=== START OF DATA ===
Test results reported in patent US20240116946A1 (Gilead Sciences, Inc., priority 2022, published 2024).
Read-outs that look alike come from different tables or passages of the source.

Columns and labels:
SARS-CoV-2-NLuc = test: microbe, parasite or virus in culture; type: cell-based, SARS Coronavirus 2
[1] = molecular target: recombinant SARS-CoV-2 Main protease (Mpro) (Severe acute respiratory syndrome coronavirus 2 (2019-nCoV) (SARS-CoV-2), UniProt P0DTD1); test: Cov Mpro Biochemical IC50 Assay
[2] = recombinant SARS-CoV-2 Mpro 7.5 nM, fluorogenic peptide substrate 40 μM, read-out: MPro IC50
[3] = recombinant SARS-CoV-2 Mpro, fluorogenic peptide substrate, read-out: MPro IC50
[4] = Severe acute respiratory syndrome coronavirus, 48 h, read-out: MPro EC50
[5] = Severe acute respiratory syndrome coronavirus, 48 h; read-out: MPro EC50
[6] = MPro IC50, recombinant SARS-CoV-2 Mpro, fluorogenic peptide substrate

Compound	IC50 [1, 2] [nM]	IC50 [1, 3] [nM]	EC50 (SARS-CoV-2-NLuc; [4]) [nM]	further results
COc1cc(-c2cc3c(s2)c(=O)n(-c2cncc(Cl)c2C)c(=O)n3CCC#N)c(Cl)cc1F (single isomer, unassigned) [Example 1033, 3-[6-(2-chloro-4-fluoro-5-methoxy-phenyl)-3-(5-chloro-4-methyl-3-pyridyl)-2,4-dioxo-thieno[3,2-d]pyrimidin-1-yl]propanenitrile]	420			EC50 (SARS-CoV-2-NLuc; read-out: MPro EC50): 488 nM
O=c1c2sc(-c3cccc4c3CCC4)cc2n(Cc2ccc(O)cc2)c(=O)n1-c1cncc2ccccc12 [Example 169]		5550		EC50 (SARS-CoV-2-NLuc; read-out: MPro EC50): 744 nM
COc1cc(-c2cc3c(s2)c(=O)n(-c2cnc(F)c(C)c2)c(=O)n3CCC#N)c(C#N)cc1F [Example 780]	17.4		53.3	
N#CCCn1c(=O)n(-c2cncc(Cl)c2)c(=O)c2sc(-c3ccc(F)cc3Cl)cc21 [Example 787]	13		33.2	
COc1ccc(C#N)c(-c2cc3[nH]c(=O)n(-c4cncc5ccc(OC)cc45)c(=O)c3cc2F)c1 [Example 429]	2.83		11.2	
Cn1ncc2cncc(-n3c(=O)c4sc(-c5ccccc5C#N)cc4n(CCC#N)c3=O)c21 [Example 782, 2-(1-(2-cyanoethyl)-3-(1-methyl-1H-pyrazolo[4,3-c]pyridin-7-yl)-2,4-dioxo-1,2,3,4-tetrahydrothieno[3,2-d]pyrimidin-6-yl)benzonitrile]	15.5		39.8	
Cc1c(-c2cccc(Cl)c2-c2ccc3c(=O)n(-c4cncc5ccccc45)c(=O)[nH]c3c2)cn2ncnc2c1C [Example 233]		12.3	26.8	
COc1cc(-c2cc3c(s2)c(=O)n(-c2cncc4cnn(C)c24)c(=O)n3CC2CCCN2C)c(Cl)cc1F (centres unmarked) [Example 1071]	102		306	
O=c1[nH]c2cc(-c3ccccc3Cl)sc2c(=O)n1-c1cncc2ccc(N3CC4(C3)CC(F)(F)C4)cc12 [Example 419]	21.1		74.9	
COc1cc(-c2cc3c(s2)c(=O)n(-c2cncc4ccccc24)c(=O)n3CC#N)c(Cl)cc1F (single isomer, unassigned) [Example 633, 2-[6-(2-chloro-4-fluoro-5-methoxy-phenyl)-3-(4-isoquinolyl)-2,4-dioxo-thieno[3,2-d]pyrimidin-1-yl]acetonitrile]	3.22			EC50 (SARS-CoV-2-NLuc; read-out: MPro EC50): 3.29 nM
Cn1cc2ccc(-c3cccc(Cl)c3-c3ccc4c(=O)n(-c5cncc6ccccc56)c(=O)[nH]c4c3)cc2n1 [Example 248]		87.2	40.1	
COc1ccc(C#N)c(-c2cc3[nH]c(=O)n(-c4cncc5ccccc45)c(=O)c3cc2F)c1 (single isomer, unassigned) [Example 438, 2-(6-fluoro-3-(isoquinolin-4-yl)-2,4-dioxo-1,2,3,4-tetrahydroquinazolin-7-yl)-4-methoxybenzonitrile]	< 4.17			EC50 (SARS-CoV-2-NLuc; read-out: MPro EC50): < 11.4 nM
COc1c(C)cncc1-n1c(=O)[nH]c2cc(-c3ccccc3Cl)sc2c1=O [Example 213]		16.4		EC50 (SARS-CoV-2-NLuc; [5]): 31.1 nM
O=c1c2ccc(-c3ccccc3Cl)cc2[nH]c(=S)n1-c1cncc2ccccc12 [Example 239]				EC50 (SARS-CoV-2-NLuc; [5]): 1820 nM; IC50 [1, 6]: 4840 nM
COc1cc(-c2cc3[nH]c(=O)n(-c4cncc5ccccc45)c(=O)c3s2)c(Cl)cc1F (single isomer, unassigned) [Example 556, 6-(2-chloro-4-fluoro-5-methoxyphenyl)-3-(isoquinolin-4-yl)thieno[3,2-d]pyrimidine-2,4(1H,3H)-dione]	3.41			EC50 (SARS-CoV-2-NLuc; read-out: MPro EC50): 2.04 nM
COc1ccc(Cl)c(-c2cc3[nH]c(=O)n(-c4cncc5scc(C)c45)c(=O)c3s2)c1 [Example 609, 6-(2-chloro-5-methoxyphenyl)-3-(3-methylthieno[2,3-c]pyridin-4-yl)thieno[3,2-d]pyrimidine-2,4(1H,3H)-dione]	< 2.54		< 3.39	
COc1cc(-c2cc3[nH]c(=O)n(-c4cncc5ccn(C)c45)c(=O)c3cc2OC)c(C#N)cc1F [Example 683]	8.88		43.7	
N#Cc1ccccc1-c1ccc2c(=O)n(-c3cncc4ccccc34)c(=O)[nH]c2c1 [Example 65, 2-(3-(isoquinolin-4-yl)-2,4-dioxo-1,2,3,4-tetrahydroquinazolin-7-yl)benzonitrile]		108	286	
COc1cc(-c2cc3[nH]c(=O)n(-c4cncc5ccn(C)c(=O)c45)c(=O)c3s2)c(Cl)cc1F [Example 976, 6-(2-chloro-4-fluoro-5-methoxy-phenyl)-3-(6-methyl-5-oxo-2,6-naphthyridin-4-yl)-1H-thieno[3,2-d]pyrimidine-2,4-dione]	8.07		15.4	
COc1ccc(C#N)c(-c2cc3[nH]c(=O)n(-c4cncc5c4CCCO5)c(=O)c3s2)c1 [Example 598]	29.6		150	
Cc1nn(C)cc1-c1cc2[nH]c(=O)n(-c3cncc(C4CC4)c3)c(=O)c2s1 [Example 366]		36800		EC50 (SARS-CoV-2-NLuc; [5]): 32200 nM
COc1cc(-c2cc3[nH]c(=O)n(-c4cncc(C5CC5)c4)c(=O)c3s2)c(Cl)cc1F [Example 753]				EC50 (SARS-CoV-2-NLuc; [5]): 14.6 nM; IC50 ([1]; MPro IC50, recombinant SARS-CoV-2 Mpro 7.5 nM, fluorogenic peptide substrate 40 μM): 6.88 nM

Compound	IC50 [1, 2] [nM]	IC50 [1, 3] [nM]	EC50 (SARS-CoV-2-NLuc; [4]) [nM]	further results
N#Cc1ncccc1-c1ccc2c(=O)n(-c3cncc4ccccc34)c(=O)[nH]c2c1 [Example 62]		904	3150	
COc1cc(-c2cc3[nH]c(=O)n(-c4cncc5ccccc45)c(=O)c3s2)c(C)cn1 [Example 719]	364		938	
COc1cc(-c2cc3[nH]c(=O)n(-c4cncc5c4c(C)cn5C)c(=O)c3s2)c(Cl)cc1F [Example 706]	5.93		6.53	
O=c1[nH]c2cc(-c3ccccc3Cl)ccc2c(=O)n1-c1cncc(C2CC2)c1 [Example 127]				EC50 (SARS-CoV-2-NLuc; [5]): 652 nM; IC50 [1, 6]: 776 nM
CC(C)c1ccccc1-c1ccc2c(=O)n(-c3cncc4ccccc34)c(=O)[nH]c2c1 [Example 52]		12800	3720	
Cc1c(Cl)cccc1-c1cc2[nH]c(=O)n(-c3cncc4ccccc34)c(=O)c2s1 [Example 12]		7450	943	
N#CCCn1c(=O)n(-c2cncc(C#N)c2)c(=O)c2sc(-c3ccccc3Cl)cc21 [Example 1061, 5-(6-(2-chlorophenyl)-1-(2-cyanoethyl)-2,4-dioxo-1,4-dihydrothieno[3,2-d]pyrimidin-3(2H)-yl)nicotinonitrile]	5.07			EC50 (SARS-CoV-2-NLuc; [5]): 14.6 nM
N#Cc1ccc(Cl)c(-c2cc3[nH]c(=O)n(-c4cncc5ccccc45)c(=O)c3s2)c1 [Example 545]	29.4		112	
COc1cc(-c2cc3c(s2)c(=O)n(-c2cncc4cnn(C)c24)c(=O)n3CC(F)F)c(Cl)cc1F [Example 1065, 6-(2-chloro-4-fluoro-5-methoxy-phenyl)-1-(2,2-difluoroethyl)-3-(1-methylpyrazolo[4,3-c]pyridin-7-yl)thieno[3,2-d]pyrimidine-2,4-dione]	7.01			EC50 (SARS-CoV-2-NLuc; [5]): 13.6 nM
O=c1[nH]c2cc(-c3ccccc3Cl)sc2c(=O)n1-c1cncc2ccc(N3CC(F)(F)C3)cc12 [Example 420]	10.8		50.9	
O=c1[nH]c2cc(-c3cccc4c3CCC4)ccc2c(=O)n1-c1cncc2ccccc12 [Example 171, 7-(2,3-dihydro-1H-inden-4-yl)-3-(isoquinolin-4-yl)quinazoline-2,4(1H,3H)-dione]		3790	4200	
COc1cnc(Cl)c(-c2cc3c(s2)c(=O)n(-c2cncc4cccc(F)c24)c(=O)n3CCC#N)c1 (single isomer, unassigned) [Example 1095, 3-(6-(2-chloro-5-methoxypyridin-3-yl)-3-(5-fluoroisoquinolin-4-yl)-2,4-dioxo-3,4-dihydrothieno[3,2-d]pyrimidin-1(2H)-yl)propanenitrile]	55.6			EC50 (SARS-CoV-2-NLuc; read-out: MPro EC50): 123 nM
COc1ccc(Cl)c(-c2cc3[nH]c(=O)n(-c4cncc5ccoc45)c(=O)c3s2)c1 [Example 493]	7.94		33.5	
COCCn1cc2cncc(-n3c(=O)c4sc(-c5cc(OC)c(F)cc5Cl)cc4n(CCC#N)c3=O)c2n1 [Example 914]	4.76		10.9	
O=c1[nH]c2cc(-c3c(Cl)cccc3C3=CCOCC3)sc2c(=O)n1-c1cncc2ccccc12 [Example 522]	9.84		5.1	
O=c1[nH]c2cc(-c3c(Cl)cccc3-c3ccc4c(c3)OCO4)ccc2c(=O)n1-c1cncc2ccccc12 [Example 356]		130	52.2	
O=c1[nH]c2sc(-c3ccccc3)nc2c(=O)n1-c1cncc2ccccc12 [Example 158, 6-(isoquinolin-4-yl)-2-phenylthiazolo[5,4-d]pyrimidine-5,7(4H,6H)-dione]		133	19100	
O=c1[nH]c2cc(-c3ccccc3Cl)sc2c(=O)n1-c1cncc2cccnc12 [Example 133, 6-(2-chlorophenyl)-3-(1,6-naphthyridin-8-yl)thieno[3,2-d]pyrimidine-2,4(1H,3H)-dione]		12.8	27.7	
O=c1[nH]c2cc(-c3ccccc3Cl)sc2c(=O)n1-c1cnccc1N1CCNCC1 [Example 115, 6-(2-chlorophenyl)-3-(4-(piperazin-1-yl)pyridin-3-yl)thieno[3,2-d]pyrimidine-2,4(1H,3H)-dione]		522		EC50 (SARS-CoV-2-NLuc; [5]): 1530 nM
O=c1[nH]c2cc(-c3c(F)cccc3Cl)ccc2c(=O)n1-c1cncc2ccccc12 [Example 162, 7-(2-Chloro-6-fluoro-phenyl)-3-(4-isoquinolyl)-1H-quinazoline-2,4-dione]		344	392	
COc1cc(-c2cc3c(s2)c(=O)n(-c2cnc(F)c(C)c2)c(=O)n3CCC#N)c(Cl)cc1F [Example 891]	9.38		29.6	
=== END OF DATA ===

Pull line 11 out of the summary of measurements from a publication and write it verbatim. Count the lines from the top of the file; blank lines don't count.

Compound	IC50 [1, 2] [nM]	IC50 [1, 3] [nM]	EC50 (SARS-CoV-2-NLuc; [4]) [nM]	further results